Canada Is So Canadian

America has a penchant for believing itself to be the best.

I don't know when this officially started but it's too late to stop now because the odds that we are suddenly going to be OK with second place are nonexistent.

New Yorkers themselves have a reputations for being some of the loudest most verbal best-believeing-selves out there.

I mean the song doesn't go;

If I can make it here I'll make it, nearly anywhere else because there are some challenging places out there, am I right?

Regardless of whether or not any of this is true in actuality (as much as you can actually claim a region of a country to be the best at anything except maybe... the Olympics, and even then it's not necessarily fair because not everyone in america likes running or... being in shape) it's an opinion that is held by many people in the Big Apple.

Sometimes we aren't the best though. Sometimes things don't work. But it's all woven into our attitude.

 Part of this attitude is what we might call a brusk courtesy, that is to say, a fast pace which many can take as rude. This comes in the form of signs that tell you things are broken, closed or otherwise not functioning.

There is perhaps no feeling more frustrating than waiting for a train for what seems like years (20 minutes) and finally seeing one come down the track only to see that it is a construction train hauling trash to... wherever it is going.

The same goes for buses. It's a bit easier to see with buses since they approach slower and there is a big lit sign on the top that says

Out of Service.

It's a common occurrence.

Never mind the fact that as an infrequent bus-rider I find myself wondering, 

If that bus is passing us, would it be that hard just to pick us up on the way?

But let's ignore that for now.

The message is plain and simple. This bus is out of service. Take it our leave it.

So I was incredibly warmed and delighted on a recent trip to Vancouver when I saw a bus coming down the street that had just one word on it's lit sign.


My eyes bugged out of my head but quickly returned after seeing the next line of the message flash.

Out of service.

I laughed aloud. They were apologizing for being out of service. Not that they had any reason too. But it was just such a wonderfully canadian thing to do.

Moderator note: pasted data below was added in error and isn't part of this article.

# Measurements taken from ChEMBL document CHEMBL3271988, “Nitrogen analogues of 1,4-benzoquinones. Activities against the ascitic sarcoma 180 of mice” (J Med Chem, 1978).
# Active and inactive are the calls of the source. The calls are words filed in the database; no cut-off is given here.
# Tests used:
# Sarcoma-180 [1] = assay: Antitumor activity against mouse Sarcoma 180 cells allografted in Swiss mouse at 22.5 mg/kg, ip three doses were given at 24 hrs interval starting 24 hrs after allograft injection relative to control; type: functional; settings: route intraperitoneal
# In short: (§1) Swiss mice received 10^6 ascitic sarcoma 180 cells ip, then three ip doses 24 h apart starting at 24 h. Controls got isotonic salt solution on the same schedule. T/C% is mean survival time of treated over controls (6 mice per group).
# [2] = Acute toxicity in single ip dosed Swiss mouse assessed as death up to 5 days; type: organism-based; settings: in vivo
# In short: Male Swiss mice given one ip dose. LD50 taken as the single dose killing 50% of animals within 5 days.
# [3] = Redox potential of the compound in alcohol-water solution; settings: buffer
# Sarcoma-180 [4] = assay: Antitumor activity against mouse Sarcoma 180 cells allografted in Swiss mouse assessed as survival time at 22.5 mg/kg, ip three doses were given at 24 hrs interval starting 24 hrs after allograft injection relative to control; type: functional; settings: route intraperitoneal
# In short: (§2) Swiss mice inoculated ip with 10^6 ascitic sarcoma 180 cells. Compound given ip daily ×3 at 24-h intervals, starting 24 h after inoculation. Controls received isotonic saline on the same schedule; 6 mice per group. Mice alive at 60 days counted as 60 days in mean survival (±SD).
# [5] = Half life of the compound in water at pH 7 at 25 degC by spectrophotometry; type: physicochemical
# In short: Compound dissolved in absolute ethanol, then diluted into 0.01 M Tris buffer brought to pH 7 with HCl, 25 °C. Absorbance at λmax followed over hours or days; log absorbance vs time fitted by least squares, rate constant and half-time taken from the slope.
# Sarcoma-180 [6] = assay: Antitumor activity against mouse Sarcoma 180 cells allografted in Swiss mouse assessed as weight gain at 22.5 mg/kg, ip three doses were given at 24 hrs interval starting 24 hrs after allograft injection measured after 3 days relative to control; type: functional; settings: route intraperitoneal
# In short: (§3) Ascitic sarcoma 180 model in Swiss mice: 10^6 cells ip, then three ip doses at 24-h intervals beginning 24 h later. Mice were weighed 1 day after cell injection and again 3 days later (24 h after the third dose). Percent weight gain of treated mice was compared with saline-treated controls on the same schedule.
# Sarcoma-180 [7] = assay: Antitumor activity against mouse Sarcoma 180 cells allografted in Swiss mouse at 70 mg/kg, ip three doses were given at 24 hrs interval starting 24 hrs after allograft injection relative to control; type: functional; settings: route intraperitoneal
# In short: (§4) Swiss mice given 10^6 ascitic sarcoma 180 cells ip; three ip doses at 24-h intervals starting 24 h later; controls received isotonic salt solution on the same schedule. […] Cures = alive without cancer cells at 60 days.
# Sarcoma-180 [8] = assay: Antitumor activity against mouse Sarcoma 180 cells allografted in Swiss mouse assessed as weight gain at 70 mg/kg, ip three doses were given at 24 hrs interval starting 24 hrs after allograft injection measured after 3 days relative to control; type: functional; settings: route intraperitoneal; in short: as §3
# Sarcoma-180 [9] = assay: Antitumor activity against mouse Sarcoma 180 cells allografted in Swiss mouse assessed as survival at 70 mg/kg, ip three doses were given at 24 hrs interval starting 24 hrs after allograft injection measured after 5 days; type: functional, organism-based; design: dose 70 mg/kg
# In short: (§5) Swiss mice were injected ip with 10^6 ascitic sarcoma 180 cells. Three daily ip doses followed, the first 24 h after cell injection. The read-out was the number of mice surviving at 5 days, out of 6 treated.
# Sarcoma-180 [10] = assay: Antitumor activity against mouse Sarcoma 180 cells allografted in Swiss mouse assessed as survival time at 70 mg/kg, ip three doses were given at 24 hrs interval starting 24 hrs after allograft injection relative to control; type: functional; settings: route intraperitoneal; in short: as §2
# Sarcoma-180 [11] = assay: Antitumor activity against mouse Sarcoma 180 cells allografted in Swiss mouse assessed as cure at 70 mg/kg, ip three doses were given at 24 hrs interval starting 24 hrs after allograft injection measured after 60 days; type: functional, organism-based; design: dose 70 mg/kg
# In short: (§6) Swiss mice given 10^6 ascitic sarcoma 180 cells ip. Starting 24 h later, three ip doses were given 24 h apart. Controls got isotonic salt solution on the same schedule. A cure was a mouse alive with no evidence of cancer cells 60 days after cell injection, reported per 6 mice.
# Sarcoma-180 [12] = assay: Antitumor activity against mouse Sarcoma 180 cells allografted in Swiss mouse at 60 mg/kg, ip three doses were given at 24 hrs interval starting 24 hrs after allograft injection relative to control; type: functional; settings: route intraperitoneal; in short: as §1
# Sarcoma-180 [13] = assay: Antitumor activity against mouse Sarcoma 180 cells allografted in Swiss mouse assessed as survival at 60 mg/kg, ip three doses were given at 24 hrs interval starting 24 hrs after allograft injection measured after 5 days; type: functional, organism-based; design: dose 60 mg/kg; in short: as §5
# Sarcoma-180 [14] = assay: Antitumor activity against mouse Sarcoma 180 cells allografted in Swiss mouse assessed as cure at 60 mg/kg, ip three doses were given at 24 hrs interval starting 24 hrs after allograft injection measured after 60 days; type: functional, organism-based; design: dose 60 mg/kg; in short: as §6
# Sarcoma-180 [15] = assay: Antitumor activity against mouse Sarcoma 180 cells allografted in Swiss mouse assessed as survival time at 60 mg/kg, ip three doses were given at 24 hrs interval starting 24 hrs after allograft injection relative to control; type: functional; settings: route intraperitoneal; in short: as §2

Oh jeez, this is a bummer ey?

I absolutely adored it.

It was a similar sentiment to the one I experience on my flight up to Vancouver on a Canadian Airline when the TV of the passenger next to me stopped working. The TV went black, and nothing drives a person on an airplane crazier than in flight entertainment that ain't working.

Of course the people next to me were Canadian so when they called the flight attendant over to express their concern the conversation went like this:

Passenger: Excuse me, my daughter's screen isn't working

Attendant: Oh no, did you try the brightness?

Passenger: Yep.

Attendant: oh unfortunately there's not much we can do in the way of trouble shooting. That's a real bummer ey?

Passenger: Oh that's ok we'll just share earbuds.

I swear to you that is exactly how it went. 

What was so great was that the flight attendant was just as upset that the TV wasn't working. It wasn't a

Sorry nothing we can do.

With attitude and exasperation. No it was kind of a, oh that' sucks, wouldn't it be great if we could fix it? Yea, we can't though.

It was an attitude that was so infectious that by the end of my 4 day trip, I was starting to talk like a canadian.

Specifically in my conversation with my bus driver. 

Has been there a lot of growth in this part of town ey?

The open ended-ness of the speech is kind of wonderful. And I know why. It leaves open the opportunity to connect. It's not just, period, end of sentence. But a way for somebody else to contribute, to be involved, to respond.

The conversation is kind of always ongoing, nothing is ever 100% final, even if that means it's not the best.

And that's a big shift for me coming from New York where every single pizza, cup of coffee and burger in the city is THE BEST MOST WORLD FAMOUS IN THE FAMOUS WORLD.

It actually makes me angry a lot of the time.

Because I have anger issues.

I feel like there should be some kind of regulation. You can't call yourself the best unless some sanctioned body like Zagat or Popular Mechanics deems it so. You shouldn't be able to call yourself the best just because some Jacknut on Yelp really likes you.

Already in love with the people, the mentality and the way of life, not to mention coming into the country with an all out addiction to ice cream in general, I was walking along the water one day after lunch looking for a sweet treat when I saw this absolutely brilliant advertisement.

It's not definitive, it's not aggressive, it's just passionately optimistic.

And ya know what, if somebody called them out on it I wouldn't be surprised to know that they changed the sign to read.

Sorry, turns out we're not the best. Still tasty though!